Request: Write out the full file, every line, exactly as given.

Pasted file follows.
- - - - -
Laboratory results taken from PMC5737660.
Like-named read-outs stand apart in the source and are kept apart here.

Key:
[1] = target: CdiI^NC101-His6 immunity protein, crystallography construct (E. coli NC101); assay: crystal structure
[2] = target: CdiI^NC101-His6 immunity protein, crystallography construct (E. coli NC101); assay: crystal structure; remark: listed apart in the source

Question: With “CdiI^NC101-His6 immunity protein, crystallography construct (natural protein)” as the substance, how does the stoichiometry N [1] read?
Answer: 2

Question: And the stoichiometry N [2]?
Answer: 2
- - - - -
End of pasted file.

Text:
Laboratory results taken from PMC5737660.
Like-named read-outs stand apart in the source and are kept apart here.

Key:
[1] = target: CdiI^NC101-His6 immunity protein, crystallography construct (E. coli NC101); assay: crystal structure
[2] = target: CdiI^NC101-His6 immunity protein, crystallography construct (E. coli NC101); assay: crystal structure; remark: listed apart in the source

Question: With “CdiI^NC101-His6 immunity protein, crystallography construct (natural protein)” as the substance, how does the stoichiometry N [1] read?
Answer: 2

Question: And the stoichiometry N [2]?
Answer: 2